24 Years In Prison For Leader Of Crack Distribution Ring
Distributed Crack Cocaine in Arkansas, Tennessee
(GREENVILLE, Tenn. - Marco Bobo, 39, of Forrest City, Arkansas was sentenced on November 21, 2016, by the Honorable J. Ronnie Greer, U.S. District Court Judge, to serve 292 months in federal prison. Upon his release from prison he will be supervised by the U.S. Probation Office for five years. There is no parole in the federal system.
Bobo pleaded guilty in August 2016 to a conspiracy to distribute 280 grams or more of crack cocaine. He was the leader of a drug trafficking organization involving seven co-defendants, which obtained powder cocaine in Forrest City, Ark., and transported it to Kingsport, Tenn., where it was “cooked” into crack cocaine and distributed in the Tri-Cities. Bobo admitted to being conservatively responsible for distributing between 2.8 and 8.4 (6 to 18.5 pounds) of crack cocaine. In addition to receiving cash, he also received firearms in exchange for crack cocaine, some of which he kept and some he distributed to known drug traffickers.
Bobo faced a minimum mandatory sentence of at least 20 years in prison as a result of trafficking in at least 280 or more grams of crack cocaine.
Agencies involved in this investigation included the Second Judicial District Drug Task Force, Kingsport Police Department, Sullivan County Sheriff’s Office, Bristol Police Department, Tennessee Bureau of Investigation, Bureau of Alcohol Tobacco Firearms and Explosives, Internal Revenue Service, and Drug Enforcement Administration. J. Gregory Bowman, Assistant U.S. Attorney represented the United States.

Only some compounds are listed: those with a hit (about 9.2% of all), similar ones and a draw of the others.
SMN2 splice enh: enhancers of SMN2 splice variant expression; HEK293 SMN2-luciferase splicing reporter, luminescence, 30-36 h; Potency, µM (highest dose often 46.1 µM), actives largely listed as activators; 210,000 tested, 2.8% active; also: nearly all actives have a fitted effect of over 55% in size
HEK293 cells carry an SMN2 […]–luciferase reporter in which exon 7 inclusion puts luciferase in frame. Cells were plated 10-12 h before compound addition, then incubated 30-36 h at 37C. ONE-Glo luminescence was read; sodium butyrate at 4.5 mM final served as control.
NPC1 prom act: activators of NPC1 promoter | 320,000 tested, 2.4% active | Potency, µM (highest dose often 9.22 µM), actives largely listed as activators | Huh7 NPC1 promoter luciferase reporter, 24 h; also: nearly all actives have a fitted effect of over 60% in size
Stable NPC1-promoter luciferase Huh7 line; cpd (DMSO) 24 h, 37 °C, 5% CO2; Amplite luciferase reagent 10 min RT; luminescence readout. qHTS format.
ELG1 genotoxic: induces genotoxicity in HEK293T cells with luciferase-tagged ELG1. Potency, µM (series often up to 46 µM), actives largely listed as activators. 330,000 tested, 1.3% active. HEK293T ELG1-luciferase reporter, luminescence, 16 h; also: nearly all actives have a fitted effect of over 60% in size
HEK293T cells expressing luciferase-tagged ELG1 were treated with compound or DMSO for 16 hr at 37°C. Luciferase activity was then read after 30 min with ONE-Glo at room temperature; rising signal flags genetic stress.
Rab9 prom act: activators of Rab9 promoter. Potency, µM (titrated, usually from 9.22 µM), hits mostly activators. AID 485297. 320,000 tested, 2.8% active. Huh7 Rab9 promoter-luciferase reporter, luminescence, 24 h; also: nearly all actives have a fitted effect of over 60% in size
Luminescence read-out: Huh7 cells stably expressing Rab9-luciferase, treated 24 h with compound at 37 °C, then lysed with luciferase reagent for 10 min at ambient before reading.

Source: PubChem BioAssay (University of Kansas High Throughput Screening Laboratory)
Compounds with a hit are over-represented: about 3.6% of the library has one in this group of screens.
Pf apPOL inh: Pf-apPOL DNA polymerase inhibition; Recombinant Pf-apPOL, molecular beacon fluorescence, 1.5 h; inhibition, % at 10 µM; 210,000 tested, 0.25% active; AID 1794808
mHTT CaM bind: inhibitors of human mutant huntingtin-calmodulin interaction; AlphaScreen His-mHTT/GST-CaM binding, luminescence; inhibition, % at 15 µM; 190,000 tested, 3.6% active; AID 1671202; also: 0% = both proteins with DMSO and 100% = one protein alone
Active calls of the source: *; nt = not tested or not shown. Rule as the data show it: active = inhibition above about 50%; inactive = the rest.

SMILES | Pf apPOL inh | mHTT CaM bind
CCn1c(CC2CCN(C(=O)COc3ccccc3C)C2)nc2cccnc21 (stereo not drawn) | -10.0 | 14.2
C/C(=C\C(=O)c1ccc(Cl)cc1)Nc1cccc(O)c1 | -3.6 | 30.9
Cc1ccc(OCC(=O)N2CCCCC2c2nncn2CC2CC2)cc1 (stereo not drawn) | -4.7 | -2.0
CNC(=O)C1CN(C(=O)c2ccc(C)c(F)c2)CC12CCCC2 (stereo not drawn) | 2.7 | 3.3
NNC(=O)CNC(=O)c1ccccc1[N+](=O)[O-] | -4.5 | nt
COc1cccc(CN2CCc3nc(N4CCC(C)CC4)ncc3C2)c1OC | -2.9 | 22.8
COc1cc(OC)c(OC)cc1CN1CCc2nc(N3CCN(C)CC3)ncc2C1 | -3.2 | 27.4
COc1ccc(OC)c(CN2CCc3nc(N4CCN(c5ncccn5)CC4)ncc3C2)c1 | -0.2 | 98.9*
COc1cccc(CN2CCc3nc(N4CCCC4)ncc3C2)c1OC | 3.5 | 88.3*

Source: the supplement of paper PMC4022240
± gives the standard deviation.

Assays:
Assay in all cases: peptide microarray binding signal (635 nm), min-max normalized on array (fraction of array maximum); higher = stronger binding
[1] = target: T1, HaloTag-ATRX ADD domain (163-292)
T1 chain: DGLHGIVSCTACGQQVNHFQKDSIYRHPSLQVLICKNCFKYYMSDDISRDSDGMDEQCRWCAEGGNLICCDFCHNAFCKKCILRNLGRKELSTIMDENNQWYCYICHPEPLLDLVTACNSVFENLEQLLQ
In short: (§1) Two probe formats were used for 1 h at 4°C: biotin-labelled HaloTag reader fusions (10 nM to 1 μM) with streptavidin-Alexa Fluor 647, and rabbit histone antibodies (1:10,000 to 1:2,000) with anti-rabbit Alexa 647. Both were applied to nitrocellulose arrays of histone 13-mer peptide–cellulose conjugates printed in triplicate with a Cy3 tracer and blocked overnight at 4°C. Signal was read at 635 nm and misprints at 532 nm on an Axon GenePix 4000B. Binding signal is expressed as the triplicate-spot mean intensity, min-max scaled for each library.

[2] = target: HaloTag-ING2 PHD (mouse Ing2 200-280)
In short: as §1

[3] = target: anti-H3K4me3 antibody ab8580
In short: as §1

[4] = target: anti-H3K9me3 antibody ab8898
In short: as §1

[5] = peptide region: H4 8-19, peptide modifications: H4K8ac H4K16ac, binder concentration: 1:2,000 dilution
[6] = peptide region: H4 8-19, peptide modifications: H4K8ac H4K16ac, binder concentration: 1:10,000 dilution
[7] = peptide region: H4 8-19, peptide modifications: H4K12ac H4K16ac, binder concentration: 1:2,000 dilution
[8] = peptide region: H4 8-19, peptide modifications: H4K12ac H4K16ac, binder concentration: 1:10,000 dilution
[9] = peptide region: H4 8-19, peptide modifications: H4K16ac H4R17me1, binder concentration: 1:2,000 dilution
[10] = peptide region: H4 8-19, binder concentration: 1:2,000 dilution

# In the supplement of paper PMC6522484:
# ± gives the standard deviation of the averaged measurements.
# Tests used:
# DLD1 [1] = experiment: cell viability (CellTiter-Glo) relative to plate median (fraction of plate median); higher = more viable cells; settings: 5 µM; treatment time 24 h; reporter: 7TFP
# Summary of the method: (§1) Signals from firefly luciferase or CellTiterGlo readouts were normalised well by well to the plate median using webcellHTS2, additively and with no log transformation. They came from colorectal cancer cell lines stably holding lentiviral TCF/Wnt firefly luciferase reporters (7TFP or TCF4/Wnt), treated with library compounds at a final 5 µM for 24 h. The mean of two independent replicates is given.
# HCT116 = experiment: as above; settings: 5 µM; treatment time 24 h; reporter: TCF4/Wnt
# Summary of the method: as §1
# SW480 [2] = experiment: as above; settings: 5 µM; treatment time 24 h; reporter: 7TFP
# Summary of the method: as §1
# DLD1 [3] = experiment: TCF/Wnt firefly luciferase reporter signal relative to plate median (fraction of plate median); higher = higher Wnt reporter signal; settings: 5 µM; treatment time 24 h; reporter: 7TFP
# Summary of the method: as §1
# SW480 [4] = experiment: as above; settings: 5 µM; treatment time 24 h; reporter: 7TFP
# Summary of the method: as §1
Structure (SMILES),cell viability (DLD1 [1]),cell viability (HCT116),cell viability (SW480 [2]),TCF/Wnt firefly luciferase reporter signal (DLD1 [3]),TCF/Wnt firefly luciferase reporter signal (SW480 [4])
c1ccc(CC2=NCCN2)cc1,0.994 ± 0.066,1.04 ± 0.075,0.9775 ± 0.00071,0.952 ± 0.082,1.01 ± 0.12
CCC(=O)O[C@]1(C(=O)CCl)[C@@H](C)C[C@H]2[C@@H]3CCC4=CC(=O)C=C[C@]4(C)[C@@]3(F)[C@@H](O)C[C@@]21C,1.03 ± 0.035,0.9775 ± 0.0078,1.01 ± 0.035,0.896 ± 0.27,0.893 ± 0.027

This case was a result of the Department of Justice’s Organized Crime and Drug Enforcement Task (OCDETF) program, the centerpiece of the Department of Justice’s drug supply reduction strategy. OCDETF was established in 1982 to conduct comprehensive, multi-level attacks on major drug trafficking and money laundering organizations. Today, OCDETF combines the resources and expertise of its member federal agencies in cooperation with state and local law enforcement. The principal mission of the OCDETF program is to identify, disrupt, and dismantle the most serious drug trafficking and money laundering organizations and those primarily responsible for the nation’s drug supply.
The DEA encourages parents, along with their children, to educate themselves about the dangers of legal and illegal drugs by visiting DEA’s interactive websites at www.justhinktwice.com, www.GetSmartAboutDrugs.com and www.dea.gov.